Example for Grade 8: Explanatory – Memory Training - ID: 1029

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Memory Training

  • Purpose: Explanatory
  • Grade: 8
  • ID No. 1029

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We’ve all had it happen to us. Big math test. Hours of studying the night before. You walk in confident, but when the teacher comes around with a huge packet that you have to complete in 45 minutes, that’s it. Your mind goes blank. What was that formula? Why can’t I remember anything? Maybe it’s simpler than you think. If you need to improve your memory, the key is practice, practice, practice. As the article “How Do We Remember?” explains, “If you keep using your brain the same way over and over again, it shapes how your brain will be organized.” We’ve gathered together some tips and tricks to help you practice your memory, so next time you can take a deep breath and remember whatever it is you need with ease.

The first tip is good for short-term memory, which is “[the ability] to hold onto information for as long as you are thinking about it” as explained by the article “How Do We Remember”. Seems easy enough, right? Wrong. As soon as you let your mind wander or even get distracted for a second, those memories are gone. In “Memory Masters”, Alice Andre-Clark suggests associating memories with places, creating “memory palaces,” as she calls them. This trick can be especially useful for remembering grocery lists. “Picture a building you already know pretty well,” she says, “Perhaps your own house. Now imagine each item in a different part of the house. Marshmallows strung like pearls, dangling from your mom’s jewelry drawer. A graham-cracker fan on the coffee table. Chocolate bars popping out of the toaster.” By associating these items with items in your house, you can call up the mental image of your house and think about what’s on your grocery list! Next time you’re going to the store, conjure up the picture of whole-wheat bread lamps, soap made of butter, or milk coming out of your backyard hose. You’ll be sure to remember what to buy now!

Our next tip is often used by international translators. They have a unique job; they must simultaneously listen to something in one language and say it in another, while the person is still talking. “Much of an interpreter’s brain power is devoted to keeping information in short-term memory,” Dr. Michel Paradis explains. “Simultaneously listening in one language and speaking in another makes the task much more challenging.” Translators may often be bilingual, but they’re not born with perfect short-term memories, so how can you train your brain to be as sharp as theirs? Luckily, Charles Capaldi includes some exercises they do in his article “Interpreters: Silver-Tongued Masters of Memory”. “[H]ave a friend read [words] to you at a slow, steady pace […] Listen to the first word. When you hear the second word, cover it up by saying the first word.” What does this help you do? It requires you to say a word while listening to a different word, then say that different word while yet another plays. You must lock the words in your short-term memory, so practicing this way will help you with short-term memory in the future.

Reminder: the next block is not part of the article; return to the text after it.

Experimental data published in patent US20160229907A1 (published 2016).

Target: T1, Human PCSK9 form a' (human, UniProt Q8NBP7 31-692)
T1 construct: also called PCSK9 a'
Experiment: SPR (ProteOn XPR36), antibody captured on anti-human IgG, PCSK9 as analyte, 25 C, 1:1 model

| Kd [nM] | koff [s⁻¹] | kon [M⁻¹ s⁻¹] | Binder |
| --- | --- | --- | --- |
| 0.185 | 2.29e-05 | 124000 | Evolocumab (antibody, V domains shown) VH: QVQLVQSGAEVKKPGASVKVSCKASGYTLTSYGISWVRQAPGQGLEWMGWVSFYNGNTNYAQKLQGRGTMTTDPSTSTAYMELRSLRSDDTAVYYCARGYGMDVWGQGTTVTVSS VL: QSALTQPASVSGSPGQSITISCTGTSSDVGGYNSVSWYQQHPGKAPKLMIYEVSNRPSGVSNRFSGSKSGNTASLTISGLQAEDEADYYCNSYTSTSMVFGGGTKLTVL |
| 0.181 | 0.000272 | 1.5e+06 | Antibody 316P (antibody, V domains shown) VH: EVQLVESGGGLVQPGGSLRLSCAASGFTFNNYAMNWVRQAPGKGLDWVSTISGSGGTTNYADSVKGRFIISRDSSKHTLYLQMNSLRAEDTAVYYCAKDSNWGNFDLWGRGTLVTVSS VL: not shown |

Have you ever tried to remember a number, but end up forgetting it quickly? Do you ever end up asking yourself something like “Was it 17,860 or 17,861”? If so, we’ve got the perfect trick to help you with remembering numbers. Alice Andre-Clark, author of “Memory Masters” calls the trick “Person + Action + Object = ?” The gist of this trick is as follows; think of a person, action, or object for ever number from zero all the way to ninety-nine. When you want to remember a large number like 17,860, you would just combine the people, actions, and objects. Let’s say 17 is Barack Obama, 86 is running, and 0 is a phone. Just imagine Barack Obama running while on his phone, and you can remember 17,860 easily. The sillier it is, the easier it will be to remember, so try to think of some outrageous people, actions, and objects!

The last tip is also from “Memory Masters”. This one will surely be handy at large social events and gatherings, so if you have trouble remembering the names of your guests, we’ve got the trick for you! “Change names just a little,” Alice Andre-Clark writes, “And Cohen becomes ‘cold hen,’ an unhappy chicken sitting on a nest filled with ice cubes. Use pictures to match faces with names too. If Mrs. Cohen has curly red hair, give the hen some fluffy red feathers.” This trick can work for any name or person! Let’s say you just met someone named Taylor. You can think of them as a ‘tailor,’ or a person who makes clothes. When you see them again, just think of them sewing hemlines and cutting fabric to remember their name! You’ll never forget a name or face again.

Memories can be fickle things. As soon as you hand in that math test, perhaps you remember. Oh, it was y=mx+b! It seems you never remember anything at the right time or place. Now that you know four new tips, however, you may be able to calm down and think about it, and soon you’ll be remembering in no time. Who knows, maybe you’ll have a career as an interpreter if you’re especially good at the second game! Having a good memory can really get you ahead in life, so it’s time to start practicing. After all, you know what they say; practice makes perfect.